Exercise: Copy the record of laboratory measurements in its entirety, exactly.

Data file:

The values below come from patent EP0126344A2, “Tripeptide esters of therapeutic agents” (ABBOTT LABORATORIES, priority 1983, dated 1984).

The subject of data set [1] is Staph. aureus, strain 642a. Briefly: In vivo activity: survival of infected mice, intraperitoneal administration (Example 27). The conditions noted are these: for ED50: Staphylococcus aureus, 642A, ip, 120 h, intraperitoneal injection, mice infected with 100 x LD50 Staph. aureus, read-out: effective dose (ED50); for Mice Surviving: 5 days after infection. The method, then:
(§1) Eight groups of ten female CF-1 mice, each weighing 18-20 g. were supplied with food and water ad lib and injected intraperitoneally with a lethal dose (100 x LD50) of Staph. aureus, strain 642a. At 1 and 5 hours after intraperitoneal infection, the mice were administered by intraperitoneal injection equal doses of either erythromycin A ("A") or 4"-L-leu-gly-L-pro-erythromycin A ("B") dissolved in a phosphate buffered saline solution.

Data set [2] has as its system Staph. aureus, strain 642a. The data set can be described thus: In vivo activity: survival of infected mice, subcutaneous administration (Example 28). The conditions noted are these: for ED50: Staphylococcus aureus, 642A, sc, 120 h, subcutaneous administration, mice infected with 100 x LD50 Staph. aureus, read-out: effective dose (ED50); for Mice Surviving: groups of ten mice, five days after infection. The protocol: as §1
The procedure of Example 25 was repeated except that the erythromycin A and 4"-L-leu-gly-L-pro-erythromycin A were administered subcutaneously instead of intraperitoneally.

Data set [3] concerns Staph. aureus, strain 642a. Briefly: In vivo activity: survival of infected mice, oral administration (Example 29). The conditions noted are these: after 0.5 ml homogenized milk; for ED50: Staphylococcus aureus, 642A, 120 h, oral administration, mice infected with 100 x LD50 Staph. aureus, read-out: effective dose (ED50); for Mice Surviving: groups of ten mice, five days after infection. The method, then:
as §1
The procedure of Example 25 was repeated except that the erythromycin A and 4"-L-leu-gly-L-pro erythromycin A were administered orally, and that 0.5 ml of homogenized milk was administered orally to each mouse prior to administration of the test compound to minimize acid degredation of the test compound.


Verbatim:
The values below come from patent EP0126344A2, “Tripeptide esters of therapeutic agents” (ABBOTT LABORATORIES, priority 1983, dated 1984).

The subject of data set [1] is Staph. aureus, strain 642a. Briefly: In vivo activity: survival of infected mice, intraperitoneal administration (Example 27). The conditions noted are these: for ED50: Staphylococcus aureus, 642A, ip, 120 h, intraperitoneal injection, mice infected with 100 x LD50 Staph. aureus, read-out: effective dose (ED50); for Mice Surviving: 5 days after infection. The method, then:
(§1) Eight groups of ten female CF-1 mice, each weighing 18-20 g. were supplied with food and water ad lib and injected intraperitoneally with a lethal dose (100 x LD50) of Staph. aureus, strain 642a. At 1 and 5 hours after intraperitoneal infection, the mice were administered by intraperitoneal injection equal doses of either erythromycin A ("A") or 4"-L-leu-gly-L-pro-erythromycin A ("B") dissolved in a phosphate buffered saline solution.

Data set [2] has as its system Staph. aureus, strain 642a. The data set can be described thus: In vivo activity: survival of infected mice, subcutaneous administration (Example 28). The conditions noted are these: for ED50: Staphylococcus aureus, 642A, sc, 120 h, subcutaneous administration, mice infected with 100 x LD50 Staph. aureus, read-out: effective dose (ED50); for Mice Surviving: groups of ten mice, five days after infection. The protocol: as §1
The procedure of Example 25 was repeated except that the erythromycin A and 4"-L-leu-gly-L-pro-erythromycin A were administered subcutaneously instead of intraperitoneally.

Data set [3] concerns Staph. aureus, strain 642a. Briefly: In vivo activity: survival of infected mice, oral administration (Example 29). The conditions noted are these: after 0.5 ml homogenized milk; for ED50: Staphylococcus aureus, 642A, 120 h, oral administration, mice infected with 100 x LD50 Staph. aureus, read-out: effective dose (ED50); for Mice Surviving: groups of ten mice, five days after infection. The method, then:
as §1
The procedure of Example 25 was repeated except that the erythromycin A and 4"-L-leu-gly-L-pro erythromycin A were administered orally, and that 0.5 ml of homogenized milk was administered orally to each mouse prior to administration of the test compound to minimize acid degredation of the test compound.